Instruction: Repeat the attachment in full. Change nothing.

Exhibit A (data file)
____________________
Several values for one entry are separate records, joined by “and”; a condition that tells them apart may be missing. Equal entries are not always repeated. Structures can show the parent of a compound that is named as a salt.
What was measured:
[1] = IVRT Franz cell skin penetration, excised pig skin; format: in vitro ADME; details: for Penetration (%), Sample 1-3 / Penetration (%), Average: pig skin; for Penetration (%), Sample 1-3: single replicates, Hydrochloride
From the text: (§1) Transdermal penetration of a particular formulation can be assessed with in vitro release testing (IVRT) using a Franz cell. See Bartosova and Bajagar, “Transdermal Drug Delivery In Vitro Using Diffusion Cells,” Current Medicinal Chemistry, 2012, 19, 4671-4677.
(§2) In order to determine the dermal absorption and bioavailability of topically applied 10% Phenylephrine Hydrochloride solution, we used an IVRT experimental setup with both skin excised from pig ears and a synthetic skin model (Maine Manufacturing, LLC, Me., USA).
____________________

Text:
Several values for one entry are separate records, joined by “and”; a condition that tells them apart may be missing. Equal entries are not always repeated. Structures can show the parent of a compound that is named as a salt.
What was measured:
[1] = IVRT Franz cell skin penetration, excised pig skin; format: in vitro ADME; details: for Penetration (%), Sample 1-3 / Penetration (%), Average: pig skin; for Penetration (%), Sample 1-3: single replicates, Hydrochloride
From the text: (§1) Transdermal penetration of a particular formulation can be assessed with in vitro release testing (IVRT) using a Franz cell. See Bartosova and Bajagar, “Transdermal Drug Delivery In Vitro Using Diffusion Cells,” Current Medicinal Chemistry, 2012, 19, 4671-4677.
(§2) In order to determine the dermal absorption and bioavailability of topically applied 10% Phenylephrine Hydrochloride solution, we used an IVRT experimental setup with both skin excised from pig ears and a synthetic skin model (Maine Manufacturing, LLC, Me., USA).